The front door opened directly onto a sleeping area with a double bed. There was some confusion over our request for twin beds (made at the time of booking), but it turned out that the cleaner had made up the double sofa-bed in our flat so we both slept in comfort. In this part of the trullo there was also a wardrobe and a television set with satellite channels. Beyond this, in the high-ceilinged heart of the building, was a comfortable living area containing the sofa bed, a sideboard, shelves and cupboards and a coffee table. Around a corner was the kitchen area with a dining table, two gas hobs, a large fireplace and sink. We found a basic supply of kitchen equipment and a fridge containing mini-bar offerings, including free mineral water. The style of the trullo was simple and traditional, but also fresh and airy. It had a stone flagged floor, white walls, and attractively-exposed bare stone shelves and arches. Various bits of rustic ornamentation stood around the place, to give ‘authentic’ historic atmosphere. The only negative thing was probably the small amount of natural light but that’s common to trulli, which started off as humble ‘temporary’ buildings built of rough dry stonework.

The bathroom was small but decent with a shower (a bit low due to the curvature of the building). There were towels and some toiletries. The building had radiators to keep it warm in winter.


Kitchen/dining area of our trullo

Breakfast is taken at a central bar, on the town’s main square. On arrival we were presented with vouchers which we then handed over at the bar to receive our breakfast. This was pretty similar what you’d get in a typical Italian B&B or budget hotel: croissant, rolls, yoghurt, tea or coffee and so on. The breakfast was brought on a tray: my companion noted that different tables were being presented with different assortments of items and made a point of requesting more. It’s not too unusual to take your breakfast at a bar in Italy. Personally I found it quite a decent arrangement; sitting in the early morning piazza watching the old men arriving in town for their promenades and chats. It was a ten-minute walk away from our trullo, though, which meant a slower start to the day. Since we had kitchen facilities, and could have brewed our own tea and bought cheap croissants, I saw the included breakfast as a pleasant bonus, and would have skipped it had we been in a hurry.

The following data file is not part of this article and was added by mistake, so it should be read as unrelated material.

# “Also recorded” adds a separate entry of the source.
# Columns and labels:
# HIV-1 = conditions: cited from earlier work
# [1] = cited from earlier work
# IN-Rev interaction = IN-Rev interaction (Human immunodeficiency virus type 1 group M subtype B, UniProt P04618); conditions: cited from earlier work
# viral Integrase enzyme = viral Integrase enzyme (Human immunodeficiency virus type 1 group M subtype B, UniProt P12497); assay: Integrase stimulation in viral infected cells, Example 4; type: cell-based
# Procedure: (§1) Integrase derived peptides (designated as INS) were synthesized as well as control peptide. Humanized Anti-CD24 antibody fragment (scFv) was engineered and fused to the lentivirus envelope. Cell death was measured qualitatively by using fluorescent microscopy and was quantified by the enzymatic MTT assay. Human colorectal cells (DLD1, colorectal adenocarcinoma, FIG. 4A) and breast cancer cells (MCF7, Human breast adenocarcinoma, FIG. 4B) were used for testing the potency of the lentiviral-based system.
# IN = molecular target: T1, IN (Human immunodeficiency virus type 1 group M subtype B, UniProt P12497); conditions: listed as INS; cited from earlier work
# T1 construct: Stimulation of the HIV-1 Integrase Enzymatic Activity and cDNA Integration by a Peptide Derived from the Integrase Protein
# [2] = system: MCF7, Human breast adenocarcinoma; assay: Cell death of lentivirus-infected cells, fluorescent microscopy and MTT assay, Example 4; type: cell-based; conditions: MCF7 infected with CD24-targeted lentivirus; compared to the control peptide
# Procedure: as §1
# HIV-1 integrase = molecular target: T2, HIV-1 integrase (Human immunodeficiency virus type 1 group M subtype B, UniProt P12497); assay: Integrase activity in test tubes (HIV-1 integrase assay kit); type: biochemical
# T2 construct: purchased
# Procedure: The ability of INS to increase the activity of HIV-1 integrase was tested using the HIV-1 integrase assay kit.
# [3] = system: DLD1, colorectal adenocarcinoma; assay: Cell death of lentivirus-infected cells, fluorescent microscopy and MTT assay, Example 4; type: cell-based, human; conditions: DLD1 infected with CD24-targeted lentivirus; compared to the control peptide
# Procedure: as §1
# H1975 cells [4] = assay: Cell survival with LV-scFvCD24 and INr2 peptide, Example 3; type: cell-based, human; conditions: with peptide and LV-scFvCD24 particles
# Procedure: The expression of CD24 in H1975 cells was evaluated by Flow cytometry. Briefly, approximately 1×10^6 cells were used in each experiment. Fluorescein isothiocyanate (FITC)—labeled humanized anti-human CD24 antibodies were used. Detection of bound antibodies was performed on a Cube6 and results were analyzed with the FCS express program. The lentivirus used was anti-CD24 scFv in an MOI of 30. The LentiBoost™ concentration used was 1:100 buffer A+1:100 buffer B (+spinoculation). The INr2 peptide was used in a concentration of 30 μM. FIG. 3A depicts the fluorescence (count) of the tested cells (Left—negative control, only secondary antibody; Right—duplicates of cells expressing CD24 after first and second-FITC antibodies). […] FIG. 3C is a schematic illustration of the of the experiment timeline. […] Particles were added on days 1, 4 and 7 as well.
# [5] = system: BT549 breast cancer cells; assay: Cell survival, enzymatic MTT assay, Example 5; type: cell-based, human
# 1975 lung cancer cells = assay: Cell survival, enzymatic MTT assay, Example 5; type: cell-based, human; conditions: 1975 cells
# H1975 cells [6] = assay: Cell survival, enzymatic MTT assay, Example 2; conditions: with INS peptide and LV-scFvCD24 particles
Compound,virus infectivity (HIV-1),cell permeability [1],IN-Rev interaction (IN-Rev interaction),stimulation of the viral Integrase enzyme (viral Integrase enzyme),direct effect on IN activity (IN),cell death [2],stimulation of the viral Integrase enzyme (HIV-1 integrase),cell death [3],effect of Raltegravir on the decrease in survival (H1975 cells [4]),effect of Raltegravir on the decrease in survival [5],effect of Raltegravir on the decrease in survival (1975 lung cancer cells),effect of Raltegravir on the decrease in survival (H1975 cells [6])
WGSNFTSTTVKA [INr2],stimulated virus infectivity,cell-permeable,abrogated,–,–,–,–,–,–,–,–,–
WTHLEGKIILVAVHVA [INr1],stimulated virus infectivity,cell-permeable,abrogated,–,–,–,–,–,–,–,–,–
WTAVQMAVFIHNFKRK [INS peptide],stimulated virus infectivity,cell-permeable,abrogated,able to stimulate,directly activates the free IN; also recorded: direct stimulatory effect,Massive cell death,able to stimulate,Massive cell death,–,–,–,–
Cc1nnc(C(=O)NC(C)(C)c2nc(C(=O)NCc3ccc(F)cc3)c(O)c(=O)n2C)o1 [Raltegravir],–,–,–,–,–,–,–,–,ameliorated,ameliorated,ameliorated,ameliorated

The Trulli Holiday office is in Piazza Antonio Curri. From the railway station, walk straight ahead up Viale Margherita, and continue straight on along Corso Trieste e Trento. The office is on your right when you reach the high street, Corso Vittorio Emanuele.

Our view

We really enjoyed staying in our own trullo, and found this much more fun than merely looking around souvenir-shop trulli. It was spacious and comfortable and it was great to have our own kitchen and dining facilities. During a tour of Puglia staying in hotels and B&Bs, it made a pleasant break to have our own living quarters, to save money by cooking for ourselves and to stay in and relax for an evening or two. My companion felt it was a shame that our trullo wasn’t in one of the main tourist trulli districts; I quite liked the quiet everyday atmosphere and the mixture of trulli and cottages on our street. If you are visiting Alberobello, it is worth staying locally, and Trulli Holiday makes a very good accommodation choice. A countryside trullo might suit travellers with hire cars, but if you want to potter around and use the local trains, an apartment in town is very convenient. Like us, you’ll probably be charmed by the comfortable pixie-like atmosphere of a well-kept trullo, and understand why so many other foreigners are coming to Puglia and buying up these little houses.

Make a booking

> Trulli Holiday – check availability / book a trullo
> Trullidea offers a very similar range of accommodation options.
> More Alberobello accommodation